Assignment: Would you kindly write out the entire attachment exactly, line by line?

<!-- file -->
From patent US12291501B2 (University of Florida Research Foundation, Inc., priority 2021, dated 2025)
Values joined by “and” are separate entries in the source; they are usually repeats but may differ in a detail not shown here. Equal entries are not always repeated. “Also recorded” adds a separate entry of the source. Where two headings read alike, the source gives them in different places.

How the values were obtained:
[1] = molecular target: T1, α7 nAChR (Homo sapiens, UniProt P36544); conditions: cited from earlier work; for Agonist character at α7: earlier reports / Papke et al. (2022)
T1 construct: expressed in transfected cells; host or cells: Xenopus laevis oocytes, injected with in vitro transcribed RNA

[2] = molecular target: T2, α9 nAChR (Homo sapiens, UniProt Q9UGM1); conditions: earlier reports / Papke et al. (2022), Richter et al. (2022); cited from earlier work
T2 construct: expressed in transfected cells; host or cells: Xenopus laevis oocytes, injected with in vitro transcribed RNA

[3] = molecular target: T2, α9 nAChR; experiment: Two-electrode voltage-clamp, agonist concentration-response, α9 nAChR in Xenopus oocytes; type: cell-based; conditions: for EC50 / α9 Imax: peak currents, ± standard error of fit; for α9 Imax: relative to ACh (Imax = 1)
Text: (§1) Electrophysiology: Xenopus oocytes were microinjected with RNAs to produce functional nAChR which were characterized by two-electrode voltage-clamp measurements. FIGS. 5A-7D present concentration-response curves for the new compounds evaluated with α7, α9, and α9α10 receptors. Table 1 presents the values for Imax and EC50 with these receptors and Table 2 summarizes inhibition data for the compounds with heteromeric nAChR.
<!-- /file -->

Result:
From patent US12291501B2 (University of Florida Research Foundation, Inc., priority 2021, dated 2025)
Values joined by “and” are separate entries in the source; they are usually repeats but may differ in a detail not shown here. Equal entries are not always repeated. “Also recorded” adds a separate entry of the source. Where two headings read alike, the source gives them in different places.

How the values were obtained:
[1] = molecular target: T1, α7 nAChR (Homo sapiens, UniProt P36544); conditions: cited from earlier work; for Agonist character at α7: earlier reports / Papke et al. (2022)
T1 construct: expressed in transfected cells; host or cells: Xenopus laevis oocytes, injected with in vitro transcribed RNA

[2] = molecular target: T2, α9 nAChR (Homo sapiens, UniProt Q9UGM1); conditions: earlier reports / Papke et al. (2022), Richter et al. (2022); cited from earlier work
T2 construct: expressed in transfected cells; host or cells: Xenopus laevis oocytes, injected with in vitro transcribed RNA

[3] = molecular target: T2, α9 nAChR; experiment: Two-electrode voltage-clamp, agonist concentration-response, α9 nAChR in Xenopus oocytes; type: cell-based; conditions: for EC50 / α9 Imax: peak currents, ± standard error of fit; for α9 Imax: relative to ACh (Imax = 1)
Text: (§1) Electrophysiology: Xenopus oocytes were microinjected with RNAs to produce functional nAChR which were characterized by two-electrode voltage-clamp measurements. FIGS. 5A-7D present concentration-response curves for the new compounds evaluated with α7, α9, and α9α10 receptors. Table 1 presents the values for Imax and EC50 with these receptors and Table 2 summarizes inhibition data for the compounds with heteromeric nAChR.